When Ella Kogan talks about her “people,” she is referring to her sculpture. It’s an appropriate use of the word. Each of her figurative pieces seems to have their own strong, distinct personality. As Kogan speaks about her art, she talks the way she works, with passion and enthusiasm.
From a blog
It is said that “art imitates life” but for Ella Kogan art isn’t about trying to emulate the surface constructs of reality. It’s about probing deeper, underneath the façade… In other words, Ella Kogan isn’t here to paint us a pretty picture. She sculpts to provoke and inspire.
Russian born, New Jersey living sculptor Ella Kogan, challenges what it means to be an artist in the contemporary art world. Vehemently opposed to the absence of meaning and lack of honesty she sees in the world around her, Ella creates works that are startling in their aesthetics, character, and emotional resonance.
She is keen on focus, keen on honesty and passionate about separating herself, Ella Kogan, from the artist-force that sculpts these raw and evocative works of art… It is almost as if the purpose of each sculpture is to communicate with the viewer, to answer questions about its own story. This is the result of one step in the process Ella refers to as "smelling the soul."
Huffington Post Arts & Culture
Mission: My sculptures capture a moment frozen for eternity. But each of them has a longer story to tell. The thoughts, hopes, memories and fears that have shaped me as a person likewise shape my works. My creativity is authentic and electrifying precisely because it is a metaphoric translation of my life’s struggles and experiences. My sculptures are inspired by ideas of tolerance and acceptance of our diversity. I want to challenge the viewer to a discussion, perhaps even a heated debate.
Conversation: I create to provoke and communicate. My art is always an invitation to a dialogue, the beginning of a conversation. My work reflects the world around me on a metaphysical level. It reveals the pain and inner turmoil, the truth, love and beauty that lie under the surface of things.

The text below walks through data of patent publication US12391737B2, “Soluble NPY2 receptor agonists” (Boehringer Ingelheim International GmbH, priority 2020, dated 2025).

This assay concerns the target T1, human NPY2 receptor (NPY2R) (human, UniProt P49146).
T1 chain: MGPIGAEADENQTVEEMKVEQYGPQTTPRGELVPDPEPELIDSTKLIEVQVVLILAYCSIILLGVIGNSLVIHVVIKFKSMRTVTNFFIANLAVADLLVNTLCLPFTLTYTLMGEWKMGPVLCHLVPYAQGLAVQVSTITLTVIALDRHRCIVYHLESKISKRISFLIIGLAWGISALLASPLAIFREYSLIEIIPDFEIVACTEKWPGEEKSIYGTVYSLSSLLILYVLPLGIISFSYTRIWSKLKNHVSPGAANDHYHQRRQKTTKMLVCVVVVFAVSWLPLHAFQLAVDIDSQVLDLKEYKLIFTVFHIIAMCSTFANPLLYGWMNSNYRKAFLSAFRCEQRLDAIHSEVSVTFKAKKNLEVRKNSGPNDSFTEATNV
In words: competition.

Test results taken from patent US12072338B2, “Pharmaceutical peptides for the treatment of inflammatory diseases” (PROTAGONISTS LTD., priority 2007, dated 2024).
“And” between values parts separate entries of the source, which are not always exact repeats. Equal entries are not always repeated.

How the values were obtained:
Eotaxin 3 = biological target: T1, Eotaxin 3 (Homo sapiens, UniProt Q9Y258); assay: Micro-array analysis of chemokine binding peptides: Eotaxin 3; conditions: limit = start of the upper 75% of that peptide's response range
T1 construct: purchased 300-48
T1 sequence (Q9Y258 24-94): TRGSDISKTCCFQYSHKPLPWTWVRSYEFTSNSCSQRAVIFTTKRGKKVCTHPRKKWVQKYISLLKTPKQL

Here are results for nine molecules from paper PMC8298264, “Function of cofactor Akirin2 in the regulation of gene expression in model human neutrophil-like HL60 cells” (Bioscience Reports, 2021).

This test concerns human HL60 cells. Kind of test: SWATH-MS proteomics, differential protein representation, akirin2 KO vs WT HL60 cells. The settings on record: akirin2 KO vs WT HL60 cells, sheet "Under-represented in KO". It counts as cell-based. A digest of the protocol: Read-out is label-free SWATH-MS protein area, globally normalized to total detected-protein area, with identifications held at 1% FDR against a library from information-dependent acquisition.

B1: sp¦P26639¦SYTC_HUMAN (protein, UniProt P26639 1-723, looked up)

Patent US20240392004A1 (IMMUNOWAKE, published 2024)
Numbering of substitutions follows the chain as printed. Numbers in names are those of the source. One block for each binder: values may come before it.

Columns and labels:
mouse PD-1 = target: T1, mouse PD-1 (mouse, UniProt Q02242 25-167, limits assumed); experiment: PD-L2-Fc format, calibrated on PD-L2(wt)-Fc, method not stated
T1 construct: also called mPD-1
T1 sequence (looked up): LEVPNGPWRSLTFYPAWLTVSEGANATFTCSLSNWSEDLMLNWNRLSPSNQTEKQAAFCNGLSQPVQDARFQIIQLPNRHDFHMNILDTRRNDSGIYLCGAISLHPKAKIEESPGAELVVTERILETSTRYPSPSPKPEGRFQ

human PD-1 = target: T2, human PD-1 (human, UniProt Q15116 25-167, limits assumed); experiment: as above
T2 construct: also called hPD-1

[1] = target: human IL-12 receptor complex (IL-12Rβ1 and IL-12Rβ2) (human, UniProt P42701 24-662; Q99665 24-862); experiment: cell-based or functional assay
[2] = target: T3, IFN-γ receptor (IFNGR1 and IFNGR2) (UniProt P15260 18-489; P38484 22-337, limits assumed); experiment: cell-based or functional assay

My job: I think of myself as a surgeon that cuts through the skin to cleanse the wound and help it heal. I am fascinated by our dualities as human beings, imperfect, scarred, flawed and at once magnificent, freedom loving and strong. My job is to scrape away the accidental. I must capture what is inside and bare the indestructible human soul, the good and the bad in it. I want my sculptures to inspire new ways of thinking, and lead to more understanding, more generosity.
To heal: I want the viewer to understand how ultimately fragile we all are, and at the same time how strong and resilient. I want my works to awaken positive feelings, to empower and have a healing impact.
My roots: My passion to communicate ideas of beauty and pain through art largely comes from my father, a well-known Russian artist. His works are on display at the Russian Museum in St. Petersburg and in private collections. My father cultivated my taste and encouraged my creative side.
The choice: I began sculpting at a time when I was already an accomplished classical musician because I needed to find an art form that most resonated with my inner soul. When working on a sculpture, I feel the clay and I trust it. The process of creating a sculpture can be short or long, but it is always agonizing. In the end, the clay always succumbs to my imagination and my will.
How (the process): Ideas for a new work come to me in mysterious ways, difficult to explain. It starts with an evasive image floating in my mind. To implement an idea I need to sense its special message and feel the soul deep below the surface. I am enticed by the true self within every human being, inspired by the question of ‘who’ behind a face. To portray it I have to inhabit that person, almost like an actor who for a time identifies with a role.
Freedom: I believe that the provocative style of my sculptures is in tune with the times. To be lifelike today a piece should create the effect of movement, vitality and disrupted rhythm. The absence of symmetry in my works has its own balance and special harmony. It offers me greater freedom to explore new techniques, and helps to deliver the message in its pure and simple form, without imitating reality or embellishing it.
Compassion: I strive to depict the timeless human predicament within a personal vision of hope and resilience, and with faith in the healing power of love and compassion.